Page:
North Korea is set to test its long-range missile capabilities sometime this week. The Obama administration's muted response to this news is quite different than its vocal opposition to Iran attaining nuclear capabilities, says a Duke political scientist.
Visiting assistant professor of political science at Duke University
Scott is the author of three books, most recently "Federalism" (2011), and dozens of articles and op-eds on a range of issues in domestic and international politics.
"President Obama has not been nearly as vocal and out-front about stopping North Korea as he has been about stopping Iran. The Republicans don't take a strong stand against North Korea, either.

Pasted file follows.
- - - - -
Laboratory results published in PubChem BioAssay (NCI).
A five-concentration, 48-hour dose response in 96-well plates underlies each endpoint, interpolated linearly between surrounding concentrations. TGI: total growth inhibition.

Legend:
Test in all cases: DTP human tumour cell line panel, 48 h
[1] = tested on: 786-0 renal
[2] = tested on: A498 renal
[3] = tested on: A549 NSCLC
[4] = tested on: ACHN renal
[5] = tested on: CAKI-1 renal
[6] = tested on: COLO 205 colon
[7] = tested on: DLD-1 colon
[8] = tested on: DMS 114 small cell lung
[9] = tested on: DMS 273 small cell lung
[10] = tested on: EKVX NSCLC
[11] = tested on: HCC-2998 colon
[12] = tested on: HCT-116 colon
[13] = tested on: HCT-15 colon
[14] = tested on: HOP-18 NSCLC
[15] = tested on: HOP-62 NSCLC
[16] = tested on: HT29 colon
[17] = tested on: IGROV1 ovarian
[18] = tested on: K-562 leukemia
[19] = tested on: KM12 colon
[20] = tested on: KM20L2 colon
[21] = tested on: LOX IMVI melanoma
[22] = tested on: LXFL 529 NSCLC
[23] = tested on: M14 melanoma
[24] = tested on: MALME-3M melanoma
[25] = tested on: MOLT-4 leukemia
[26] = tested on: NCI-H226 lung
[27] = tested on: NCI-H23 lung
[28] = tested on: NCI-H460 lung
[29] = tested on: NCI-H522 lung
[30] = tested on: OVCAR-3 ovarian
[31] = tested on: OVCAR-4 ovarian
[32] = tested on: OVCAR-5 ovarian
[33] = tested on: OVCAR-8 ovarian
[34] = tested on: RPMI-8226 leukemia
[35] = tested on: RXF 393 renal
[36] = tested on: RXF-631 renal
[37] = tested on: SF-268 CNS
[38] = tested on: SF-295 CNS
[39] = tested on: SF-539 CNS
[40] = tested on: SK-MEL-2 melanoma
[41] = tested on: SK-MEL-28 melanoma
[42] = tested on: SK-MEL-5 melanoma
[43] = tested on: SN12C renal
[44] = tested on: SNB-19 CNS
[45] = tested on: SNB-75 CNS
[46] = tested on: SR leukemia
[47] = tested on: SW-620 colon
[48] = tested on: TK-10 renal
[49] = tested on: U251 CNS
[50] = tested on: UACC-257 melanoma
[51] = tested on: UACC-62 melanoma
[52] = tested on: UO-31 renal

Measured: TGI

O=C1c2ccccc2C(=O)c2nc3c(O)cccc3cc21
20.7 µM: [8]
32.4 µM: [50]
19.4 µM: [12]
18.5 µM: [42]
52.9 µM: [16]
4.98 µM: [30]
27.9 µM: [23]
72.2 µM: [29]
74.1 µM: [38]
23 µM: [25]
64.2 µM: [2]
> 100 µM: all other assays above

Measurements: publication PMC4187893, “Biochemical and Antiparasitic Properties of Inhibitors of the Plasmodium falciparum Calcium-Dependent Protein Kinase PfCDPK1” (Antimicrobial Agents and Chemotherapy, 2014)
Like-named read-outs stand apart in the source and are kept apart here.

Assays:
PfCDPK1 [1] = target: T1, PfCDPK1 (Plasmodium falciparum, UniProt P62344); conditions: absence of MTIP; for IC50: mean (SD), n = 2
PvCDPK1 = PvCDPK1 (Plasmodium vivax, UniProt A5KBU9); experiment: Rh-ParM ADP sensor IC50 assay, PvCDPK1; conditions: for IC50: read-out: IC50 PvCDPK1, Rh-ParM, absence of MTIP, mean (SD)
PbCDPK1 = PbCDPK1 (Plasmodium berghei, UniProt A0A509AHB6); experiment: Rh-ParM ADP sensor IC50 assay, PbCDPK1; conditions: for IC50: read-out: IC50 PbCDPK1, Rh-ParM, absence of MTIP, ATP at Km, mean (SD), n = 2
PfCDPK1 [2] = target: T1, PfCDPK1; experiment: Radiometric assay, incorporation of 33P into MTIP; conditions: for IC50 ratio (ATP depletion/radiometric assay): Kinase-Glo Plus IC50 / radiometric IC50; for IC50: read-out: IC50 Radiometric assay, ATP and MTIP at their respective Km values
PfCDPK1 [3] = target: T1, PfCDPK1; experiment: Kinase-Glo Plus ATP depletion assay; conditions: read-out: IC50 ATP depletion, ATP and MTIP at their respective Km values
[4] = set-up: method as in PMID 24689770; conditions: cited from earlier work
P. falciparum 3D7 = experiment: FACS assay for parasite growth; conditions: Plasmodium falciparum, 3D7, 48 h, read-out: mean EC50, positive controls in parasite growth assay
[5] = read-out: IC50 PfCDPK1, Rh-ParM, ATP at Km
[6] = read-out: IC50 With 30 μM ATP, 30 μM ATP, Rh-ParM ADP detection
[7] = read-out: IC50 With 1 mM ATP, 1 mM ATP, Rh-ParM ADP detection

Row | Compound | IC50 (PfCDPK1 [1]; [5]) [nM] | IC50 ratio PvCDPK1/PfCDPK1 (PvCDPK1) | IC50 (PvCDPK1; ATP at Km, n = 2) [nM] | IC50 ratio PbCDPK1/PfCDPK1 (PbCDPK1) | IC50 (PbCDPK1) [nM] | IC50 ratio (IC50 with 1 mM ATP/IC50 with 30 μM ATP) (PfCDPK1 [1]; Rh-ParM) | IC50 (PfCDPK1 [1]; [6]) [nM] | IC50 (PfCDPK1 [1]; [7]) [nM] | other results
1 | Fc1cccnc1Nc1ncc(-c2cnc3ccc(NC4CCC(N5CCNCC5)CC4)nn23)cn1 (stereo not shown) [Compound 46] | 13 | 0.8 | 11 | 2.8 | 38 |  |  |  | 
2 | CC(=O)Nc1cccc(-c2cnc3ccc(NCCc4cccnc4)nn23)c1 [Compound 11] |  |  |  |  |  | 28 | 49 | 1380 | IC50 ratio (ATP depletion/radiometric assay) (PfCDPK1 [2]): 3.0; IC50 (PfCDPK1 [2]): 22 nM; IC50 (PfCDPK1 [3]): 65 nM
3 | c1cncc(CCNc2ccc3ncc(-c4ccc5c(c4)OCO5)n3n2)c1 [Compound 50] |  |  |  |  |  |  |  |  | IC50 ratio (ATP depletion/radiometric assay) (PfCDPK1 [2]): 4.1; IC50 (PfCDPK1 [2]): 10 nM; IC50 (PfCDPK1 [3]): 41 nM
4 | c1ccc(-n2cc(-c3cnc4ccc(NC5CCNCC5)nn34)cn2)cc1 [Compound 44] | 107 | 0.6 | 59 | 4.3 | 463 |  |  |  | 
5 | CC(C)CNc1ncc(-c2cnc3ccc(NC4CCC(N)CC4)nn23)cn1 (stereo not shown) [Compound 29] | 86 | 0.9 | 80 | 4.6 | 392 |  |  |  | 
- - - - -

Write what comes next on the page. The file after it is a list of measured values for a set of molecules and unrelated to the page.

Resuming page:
"One reason why our leaders don't take as hard a line against North Korea as they do against Iran is because of China. China backs the North Korean nuclear program and the government. Our elected officials know that if we attack North Korea, we will suffer consequences in our trade relations with China. And when our domestic economy is struggling to come back, politicians don't want China to stop buying our debt or close its borders to our manufacturers looking to set up shop in China.
"This may also be why the U.S. is reluctant to go into Syria when it was all too willing to launch a coordinated attack against Libya. The atrocities committed by Assad against the Syrian people are no less terrible than those committed by Qaddafi against the Libyan people, but Libya did not have the backing of Russia and China on the U.N. Security Council as Syria does."